DK: It's very difficult to argue with what's there in black and white and it's coming from a range of sources. So, I think you need to be willing to accept it, and probably the company - I can't remember exactly how they sort of prepared us for the feedback - but they probably let us know that - how you're gonna see some things in this report, they probably don't put you in the most flattering light, be open and receptive to that and be prepared for it. And certainly, my 360, as I took on more leadership responsibility, I saw way more brutal 360s than mine was. So, I've seen some shockers. So, it wasn't really that bad. I took it okay, I took it on board. I saw it as a learning and growth opportunity. And what was really good was when I did another 360 a few years later when I had moved organizations and looking at those key areas, when it came to anger management, for example, the worst thing that somebody said was - we can tell when he's upset because of the look on his face. And so, okay, well, that's real progress because they don't say that I'm like an anger management crazy person, for lack of a better term. Just that we can see when he's upset and I'm like, well, I'm a human, right? If I'm not throwing things and yelling or swearing or anything, but you can just see on my face that I'm a little bit uncomfortable with what's going on, then I've made real progress from where I was. I was happy to hear that.
WS: Yeah, it's incredible. I love the 360 thought process and creating that path for other people around you to provide feedback, could be so helpful. Speak to now helping us create an environment like that, where other people were helping other people on the team succeed and we're just leading in that way. How do you advise people to do that now and maybe some issues that you see often in our space?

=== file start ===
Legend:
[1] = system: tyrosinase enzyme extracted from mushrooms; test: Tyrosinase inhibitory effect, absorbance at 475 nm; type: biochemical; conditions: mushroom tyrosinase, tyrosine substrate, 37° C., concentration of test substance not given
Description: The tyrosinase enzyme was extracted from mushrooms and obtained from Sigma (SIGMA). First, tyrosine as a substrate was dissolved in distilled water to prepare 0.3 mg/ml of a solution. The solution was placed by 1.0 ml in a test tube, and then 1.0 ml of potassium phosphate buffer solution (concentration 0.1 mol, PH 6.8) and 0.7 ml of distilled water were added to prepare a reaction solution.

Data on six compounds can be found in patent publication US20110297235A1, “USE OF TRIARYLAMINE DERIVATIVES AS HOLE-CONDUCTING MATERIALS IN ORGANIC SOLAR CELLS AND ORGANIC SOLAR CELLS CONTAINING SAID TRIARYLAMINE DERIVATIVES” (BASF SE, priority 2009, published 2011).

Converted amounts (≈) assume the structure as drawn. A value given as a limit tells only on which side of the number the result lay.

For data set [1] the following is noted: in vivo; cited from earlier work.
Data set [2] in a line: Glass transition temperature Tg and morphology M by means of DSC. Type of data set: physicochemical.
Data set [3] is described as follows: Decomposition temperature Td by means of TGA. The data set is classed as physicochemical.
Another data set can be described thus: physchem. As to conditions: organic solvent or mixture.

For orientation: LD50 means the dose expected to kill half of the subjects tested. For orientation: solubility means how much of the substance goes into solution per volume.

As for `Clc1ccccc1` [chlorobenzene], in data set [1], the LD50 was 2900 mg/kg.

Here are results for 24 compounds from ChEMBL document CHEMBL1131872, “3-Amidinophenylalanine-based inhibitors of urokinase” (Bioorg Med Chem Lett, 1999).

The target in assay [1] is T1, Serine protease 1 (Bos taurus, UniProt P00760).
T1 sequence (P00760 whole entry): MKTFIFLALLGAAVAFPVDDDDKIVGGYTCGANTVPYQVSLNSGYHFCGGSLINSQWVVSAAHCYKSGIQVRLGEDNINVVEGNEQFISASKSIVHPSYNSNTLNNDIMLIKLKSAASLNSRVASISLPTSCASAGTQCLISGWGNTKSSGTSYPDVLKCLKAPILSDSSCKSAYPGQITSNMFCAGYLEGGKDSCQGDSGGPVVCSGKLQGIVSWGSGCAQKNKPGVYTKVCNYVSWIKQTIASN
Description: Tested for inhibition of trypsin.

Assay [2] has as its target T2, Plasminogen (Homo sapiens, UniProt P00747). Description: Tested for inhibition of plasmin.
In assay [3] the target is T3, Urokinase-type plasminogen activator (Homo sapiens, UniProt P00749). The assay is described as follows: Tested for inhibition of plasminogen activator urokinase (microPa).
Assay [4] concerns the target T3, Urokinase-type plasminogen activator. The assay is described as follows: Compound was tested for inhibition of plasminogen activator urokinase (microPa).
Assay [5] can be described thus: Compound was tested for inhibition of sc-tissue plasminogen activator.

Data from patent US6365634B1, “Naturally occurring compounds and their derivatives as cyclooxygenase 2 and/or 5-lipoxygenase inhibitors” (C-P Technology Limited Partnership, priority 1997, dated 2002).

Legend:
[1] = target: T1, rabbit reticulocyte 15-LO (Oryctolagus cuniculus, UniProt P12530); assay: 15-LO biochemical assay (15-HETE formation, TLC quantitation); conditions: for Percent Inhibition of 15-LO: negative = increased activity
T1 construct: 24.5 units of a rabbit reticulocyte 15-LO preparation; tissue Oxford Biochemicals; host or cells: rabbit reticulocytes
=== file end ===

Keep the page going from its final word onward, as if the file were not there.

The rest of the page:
DK: I think we don't always have the opportunity to have a 360 assessment done. But given we spend a bit of time talking about that, I would say one thing that you can do is just have a think about - how is it that others are seeing me? And what is it that they're likely to advise me to do more of, to do less of, to start doing, to stop doing? So, that simple framework of "more, less, start, stop" and thinking about the type of advice that you'd be getting from someone who has your best interests at heart can be some good things to think about. Now, you may not be able to pick up all the things that they may say but if you start thinking about other people's perceptions of you, that's going to be a good place to start. At the same time, leadership is not a popularity contest. So, I don't think that you should be necessarily trying to do things that are gonna make you well-liked. It's more about being respected and taking on the responsibility of the role. And one problem that I've identified in commercial real estate - but I think it's a common problem throughout a lot of industries, particularly sales-based industries - is that a lot of people who are put into leadership positions are given that responsibility as a reward for their high performance as opposed to them showing an inclination towards wanting to take on that responsibility or demonstrating a capability to be able to perform in that role. And I think often people take on the role because they think it's a bigger office, it's a bigger title, it's a bigger commission check or a profit share, and I've been here so many years, it's my right, that's the natural progression of things. But they don't necessarily stop and think - well, hang on, is this what I want? Is this what's best for me? Is this what's best for the people around me? And I think if you're going into a leadership role, one thing that you can do, whether you think you're a natural leader or not, is just to make the decision that I'm gonna take this responsibility seriously and I'm gonna do some work to be the best leader that I can be because a lot of the attributes of a good leader are really just skills that can be learned and improved on. I think making the decision to be the best leader that you can be and to have a think about how it is you're perceived are some things that you can do in order to give yourself the best shot at being effective in a role that requires leadership.